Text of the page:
Stages of Transition

Managers and owners typically go through a series of stages during successful transitions, from first becoming aware that their model of making all the decisions may not work when their authority is shared with others, to exploring options, to developing a vision and plan for how to do their transition and protect their interests, to implementation, and finally evaluation and adjustments if needed.

We meet our clients wherever they are in their unique transition. Together, we examine and address what needs to be accomplished in order to move through each stage of the transition process. The Balance System never goes faster or further than the primary decision maker is able to support. The pace of the work is decided by the primary decision maker; he or she has sole control over how fast or slow the work progresses.  We help the primary decision maker evaluate the consequences of going too fast or too slow, and we help others affected by the transition accept the pace.

The Balance System is based on a thoroughly vetted and widely accepted behavioral change model that explains why successful family business transitions require more than a set of legal documents.1

Where are you?

1. “I’m not ready for change.”

During the Peripheral Stage, transition planning is a marginal idea for the primary decision maker, who for any of a number of reasons is not ready for change.

2. “I probably should do something.”

In this stage, the decision maker acknowledges something should be done. Often confused with “draft an agreement,” the Vision Stage is actually the time for the primary decision maker to begin to imagine what a successful transition might be like.

The Balance System offers resources and activities that help the primary decision maker identify those parts of the history, meaning, purpose, and legacy of the business and family that are important, and from this information help the decision maker create a succinct “vision” of his or her successful transition.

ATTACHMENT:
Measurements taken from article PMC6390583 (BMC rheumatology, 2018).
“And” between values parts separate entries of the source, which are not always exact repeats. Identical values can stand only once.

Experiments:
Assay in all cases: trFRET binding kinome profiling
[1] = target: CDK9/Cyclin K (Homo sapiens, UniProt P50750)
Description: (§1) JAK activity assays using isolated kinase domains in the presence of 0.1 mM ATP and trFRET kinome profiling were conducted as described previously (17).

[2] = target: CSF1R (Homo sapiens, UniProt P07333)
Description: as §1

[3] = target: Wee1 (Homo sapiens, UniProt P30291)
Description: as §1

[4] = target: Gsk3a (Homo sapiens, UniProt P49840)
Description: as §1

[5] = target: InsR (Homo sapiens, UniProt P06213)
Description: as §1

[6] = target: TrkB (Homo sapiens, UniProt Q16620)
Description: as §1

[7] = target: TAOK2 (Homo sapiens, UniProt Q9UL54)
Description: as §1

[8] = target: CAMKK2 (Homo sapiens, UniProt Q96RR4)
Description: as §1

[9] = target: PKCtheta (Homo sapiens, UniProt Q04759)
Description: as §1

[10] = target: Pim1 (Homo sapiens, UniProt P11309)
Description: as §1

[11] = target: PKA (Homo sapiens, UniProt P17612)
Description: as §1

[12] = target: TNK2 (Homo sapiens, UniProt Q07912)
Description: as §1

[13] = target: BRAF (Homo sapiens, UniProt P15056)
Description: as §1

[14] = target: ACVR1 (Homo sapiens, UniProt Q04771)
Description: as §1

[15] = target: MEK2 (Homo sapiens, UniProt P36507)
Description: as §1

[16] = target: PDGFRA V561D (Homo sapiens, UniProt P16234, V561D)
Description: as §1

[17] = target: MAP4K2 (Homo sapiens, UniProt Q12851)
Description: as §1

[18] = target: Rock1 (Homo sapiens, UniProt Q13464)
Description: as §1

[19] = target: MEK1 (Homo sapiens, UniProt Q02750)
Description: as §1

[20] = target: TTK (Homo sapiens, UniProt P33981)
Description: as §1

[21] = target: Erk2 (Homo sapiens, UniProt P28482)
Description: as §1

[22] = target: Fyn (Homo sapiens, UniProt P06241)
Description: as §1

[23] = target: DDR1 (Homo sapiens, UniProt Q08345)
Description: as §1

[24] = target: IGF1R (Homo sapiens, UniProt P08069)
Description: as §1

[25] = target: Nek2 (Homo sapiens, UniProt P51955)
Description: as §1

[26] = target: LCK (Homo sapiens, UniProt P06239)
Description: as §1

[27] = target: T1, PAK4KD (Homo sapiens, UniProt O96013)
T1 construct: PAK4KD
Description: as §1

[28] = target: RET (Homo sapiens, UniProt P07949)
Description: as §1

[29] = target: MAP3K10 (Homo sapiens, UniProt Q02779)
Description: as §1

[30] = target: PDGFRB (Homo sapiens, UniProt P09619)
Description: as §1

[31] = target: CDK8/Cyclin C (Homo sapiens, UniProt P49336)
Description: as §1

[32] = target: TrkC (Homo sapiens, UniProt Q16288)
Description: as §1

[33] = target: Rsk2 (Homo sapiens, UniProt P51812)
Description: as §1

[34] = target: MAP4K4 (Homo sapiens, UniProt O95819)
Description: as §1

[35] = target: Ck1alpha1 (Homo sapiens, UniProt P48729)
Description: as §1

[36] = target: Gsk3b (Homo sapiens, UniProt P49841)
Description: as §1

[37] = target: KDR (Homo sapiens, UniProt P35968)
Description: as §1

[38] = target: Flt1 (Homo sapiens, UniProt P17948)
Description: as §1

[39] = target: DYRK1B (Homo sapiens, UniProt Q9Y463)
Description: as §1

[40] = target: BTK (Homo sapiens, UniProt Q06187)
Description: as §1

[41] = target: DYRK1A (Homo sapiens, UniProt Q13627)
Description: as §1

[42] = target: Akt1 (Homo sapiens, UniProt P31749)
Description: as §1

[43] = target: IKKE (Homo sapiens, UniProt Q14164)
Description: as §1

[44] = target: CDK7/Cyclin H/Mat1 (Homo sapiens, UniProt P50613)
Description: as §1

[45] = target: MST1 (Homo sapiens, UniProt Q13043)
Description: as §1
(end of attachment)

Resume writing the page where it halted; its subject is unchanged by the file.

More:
We also prepare other members of the senior generation whose involvement would increase the chance for success (e.g. a spouse) to review the primary decision maker’s vision relative to their personal values, needs, and goals. We also coach the senior generation on their role, interest, and commitment to helping achieve the transition vision.

During the Vision Stage, we help the primary decision maker conduct an accurate cost-benefit analysis regarding the transition vision based on doing nothing or doing something.

3. “How do other business owners successfully do this?”

Successful transition requires getting the successors ready to achieve the primary decision maker’s vision. Once the primary decision maker begins to realize he or she is still in control they are ready for the Plan Stage.

A transition plan is developed so others can become prepared to achieve the primary decision maker’s vision of succession.

After learning from key senior and successor generation members about their values, needs, goals and what they would like to see, the primary decision maker:

  • Assesses the current reality in light of his or her transition vision
  • Assesses the extent to which current systems for decision making and interactions can stay the same — or need to change — in order to accomplish the vision
  • Drafts a transition plan to achieve the transition vision in response to the current reality and how the current systems need to change

4. “Okay, I’m ready to try it.”

The Implementation Stage signals when the transition plan is tested. The primary decision maker can see how successors participate, and successors are given the opportunity to learn and practice their roles and responsibilities.  Trusted Advisors can help the primary decision maker evaluate the progress and recommend changes.

We complete only the transactions needed to test the transition plan. This holds down unnecessary expenses.

 5. “How’s it going?”

During the Recalibration Stage, everyone is responsible to the transition plan and the system designed to achieve the vision and plan. This helps the primary decision maker evaluate whether the changes successfully fulfill his or her vision and the transition plan. As with learning other new behaviors, additional coaching, training, and reinforcement may be necessary.

To learn more about the Balance System and how we might help you transition your business, please call 952.681.7125.

1   Prochaska and DiClemente’s Stages of Change Model, first developed in 1983, is the widely accepted model of the behavioral change process. The Stages of Change Model identifies five different stages people tend to progress through on their way to successful change: Precontemplation, Contemplation, Preparation, Action, and Maintenance.
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    Hause Family Business Transitions, LP